Some news organizations are going to give top priority to a little study in this month’s International Journal of Food Microbiology that found bacteria in soda fountain machines.
The CBS Early Show trotted out one of its physician-reporters, Dr. Alanna Levine, to talk about the study. It’s almost difficult to hear her over the noise of the soda fountain next to her. Sound contamination as well?
But there was none of the context that appeared on ABCNews.com, for example. Excerpt:
“Wherever man is there will be representation of feces,” said Philip Tierno, director of Clinical Microbiology and Immunology at New York University Langone Medical Center.
“We’re basically bathed in feces as a society,” he said.
Charles Gerba, a microbiologist at the University of Arizona was “not too surprised” to learn coliform bacteria were found in soda fountain machines either.
“We’ve seen it with drinking water dispensing machines where customers fill up jugs of water,” said Gerba. “You see it anytime you have something where people can touch the dispenser.”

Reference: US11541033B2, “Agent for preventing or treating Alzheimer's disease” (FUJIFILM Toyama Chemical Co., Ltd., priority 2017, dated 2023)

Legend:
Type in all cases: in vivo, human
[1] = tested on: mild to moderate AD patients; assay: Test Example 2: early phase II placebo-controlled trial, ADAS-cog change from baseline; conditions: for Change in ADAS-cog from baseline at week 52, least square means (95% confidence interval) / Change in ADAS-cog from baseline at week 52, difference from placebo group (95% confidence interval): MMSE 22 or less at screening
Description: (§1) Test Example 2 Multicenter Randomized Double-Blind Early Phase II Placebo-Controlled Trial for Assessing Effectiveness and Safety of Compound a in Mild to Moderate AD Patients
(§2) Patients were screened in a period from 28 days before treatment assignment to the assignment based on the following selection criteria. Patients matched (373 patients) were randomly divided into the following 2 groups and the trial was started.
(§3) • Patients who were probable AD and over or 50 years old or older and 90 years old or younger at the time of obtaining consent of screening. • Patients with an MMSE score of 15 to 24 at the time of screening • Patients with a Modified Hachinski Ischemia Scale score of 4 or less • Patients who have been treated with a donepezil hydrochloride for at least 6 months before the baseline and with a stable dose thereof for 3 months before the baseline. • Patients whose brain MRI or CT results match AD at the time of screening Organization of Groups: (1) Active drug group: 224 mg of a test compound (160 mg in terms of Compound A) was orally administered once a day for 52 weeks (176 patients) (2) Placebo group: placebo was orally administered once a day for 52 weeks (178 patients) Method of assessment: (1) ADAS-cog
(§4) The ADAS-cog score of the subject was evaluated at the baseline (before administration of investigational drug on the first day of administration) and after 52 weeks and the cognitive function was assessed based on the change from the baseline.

Based on some of the online comments I’ve read, some people are sick of these “you’re going to get sick” stories. Here is some of the wisdom of the crowds in comments following the story on one site:
“I am so sick of hearing these ‘breaking stories’ about how such-and-such product has – GASP – bacteria in it. There was even something on TV the other day about how your shower head has bacteria in it, so you shouldn’t put your face directly under it. EVERYTHING has bacteria in it/on it/around it, including our bodies. We’ve become such a wimpy Purell-dependent society and it makes me angry! Our immune systems are equipped to handle 99.9999% of the stuff we throw at them, because we’ve evolved with bacteria around us since the beginning of life!”
“Study: the human mouth has millions of bacteria in it.
Study: run for cover, THE SKY IS FALLING, THE SKY IS FALLING.”
“Where are all the sick/dead soda drinkers?”
And do you think that CBS and other news organizations will now start reporting studies from the International Journal of Food Microbiology each month? There were other interesting-sounding articles in this same issue, such as:
A contribution to the alternative method to preserve foods without using chemical preservatives
Farm-to-fork characterization of Escherichia coli associated with feedlot cattle with a known history of antimicrobial use
But I guess it’s hard to beat poop in your soda on network morning TV! Put it right alongside TV sweeps period pieces on hotel cleanliness (bed bugs, air conditioning bacteria, stains on bed cover, drinking glass sanitization, etc.)